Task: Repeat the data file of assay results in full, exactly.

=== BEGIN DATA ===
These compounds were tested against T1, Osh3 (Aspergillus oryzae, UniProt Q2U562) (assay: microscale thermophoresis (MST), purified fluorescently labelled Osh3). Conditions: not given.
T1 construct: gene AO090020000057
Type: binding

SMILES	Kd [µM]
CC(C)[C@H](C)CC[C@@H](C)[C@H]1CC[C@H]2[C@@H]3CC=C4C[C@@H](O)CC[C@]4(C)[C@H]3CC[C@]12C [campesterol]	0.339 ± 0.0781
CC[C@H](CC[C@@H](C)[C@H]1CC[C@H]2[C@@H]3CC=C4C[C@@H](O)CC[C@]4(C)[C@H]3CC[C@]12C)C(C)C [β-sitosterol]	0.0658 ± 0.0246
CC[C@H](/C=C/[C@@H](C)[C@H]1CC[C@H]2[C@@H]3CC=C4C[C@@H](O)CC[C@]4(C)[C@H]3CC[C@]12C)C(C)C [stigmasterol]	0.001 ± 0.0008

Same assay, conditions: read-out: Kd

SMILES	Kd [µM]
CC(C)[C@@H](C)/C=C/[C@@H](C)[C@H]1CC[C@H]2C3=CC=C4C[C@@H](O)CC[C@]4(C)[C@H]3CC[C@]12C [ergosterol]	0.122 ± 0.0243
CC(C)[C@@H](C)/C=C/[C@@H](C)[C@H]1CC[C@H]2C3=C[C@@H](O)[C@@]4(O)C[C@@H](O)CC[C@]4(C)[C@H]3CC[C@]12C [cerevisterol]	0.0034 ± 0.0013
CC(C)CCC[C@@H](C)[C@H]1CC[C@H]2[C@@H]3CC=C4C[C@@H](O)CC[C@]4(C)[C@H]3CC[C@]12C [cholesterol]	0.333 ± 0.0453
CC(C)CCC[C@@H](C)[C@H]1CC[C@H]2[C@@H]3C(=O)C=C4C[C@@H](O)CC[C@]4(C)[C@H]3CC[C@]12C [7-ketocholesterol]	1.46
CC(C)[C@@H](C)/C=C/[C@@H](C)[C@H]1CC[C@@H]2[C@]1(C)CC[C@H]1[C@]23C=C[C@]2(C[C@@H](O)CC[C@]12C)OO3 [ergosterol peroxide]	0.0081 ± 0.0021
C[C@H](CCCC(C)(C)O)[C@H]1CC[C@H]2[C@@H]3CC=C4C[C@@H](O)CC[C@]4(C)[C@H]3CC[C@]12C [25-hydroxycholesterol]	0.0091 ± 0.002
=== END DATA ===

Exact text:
These compounds were tested against T1, Osh3 (Aspergillus oryzae, UniProt Q2U562) (assay: microscale thermophoresis (MST), purified fluorescently labelled Osh3). Conditions: not given.
T1 construct: gene AO090020000057
Type: binding

SMILES	Kd [µM]
CC(C)[C@H](C)CC[C@@H](C)[C@H]1CC[C@H]2[C@@H]3CC=C4C[C@@H](O)CC[C@]4(C)[C@H]3CC[C@]12C [campesterol]	0.339 ± 0.0781
CC[C@H](CC[C@@H](C)[C@H]1CC[C@H]2[C@@H]3CC=C4C[C@@H](O)CC[C@]4(C)[C@H]3CC[C@]12C)C(C)C [β-sitosterol]	0.0658 ± 0.0246
CC[C@H](/C=C/[C@@H](C)[C@H]1CC[C@H]2[C@@H]3CC=C4C[C@@H](O)CC[C@]4(C)[C@H]3CC[C@]12C)C(C)C [stigmasterol]	0.001 ± 0.0008

Same assay, conditions: read-out: Kd

SMILES	Kd [µM]
CC(C)[C@@H](C)/C=C/[C@@H](C)[C@H]1CC[C@H]2C3=CC=C4C[C@@H](O)CC[C@]4(C)[C@H]3CC[C@]12C [ergosterol]	0.122 ± 0.0243
CC(C)[C@@H](C)/C=C/[C@@H](C)[C@H]1CC[C@H]2C3=C[C@@H](O)[C@@]4(O)C[C@@H](O)CC[C@]4(C)[C@H]3CC[C@]12C [cerevisterol]	0.0034 ± 0.0013
CC(C)CCC[C@@H](C)[C@H]1CC[C@H]2[C@@H]3CC=C4C[C@@H](O)CC[C@]4(C)[C@H]3CC[C@]12C [cholesterol]	0.333 ± 0.0453
CC(C)CCC[C@@H](C)[C@H]1CC[C@H]2[C@@H]3C(=O)C=C4C[C@@H](O)CC[C@]4(C)[C@H]3CC[C@]12C [7-ketocholesterol]	1.46
CC(C)[C@@H](C)/C=C/[C@@H](C)[C@H]1CC[C@@H]2[C@]1(C)CC[C@H]1[C@]23C=C[C@]2(C[C@@H](O)CC[C@]12C)OO3 [ergosterol peroxide]	0.0081 ± 0.0021
C[C@H](CCCC(C)(C)O)[C@H]1CC[C@H]2[C@@H]3CC=C4C[C@@H](O)CC[C@]4(C)[C@H]3CC[C@]12C [25-hydroxycholesterol]	0.0091 ± 0.002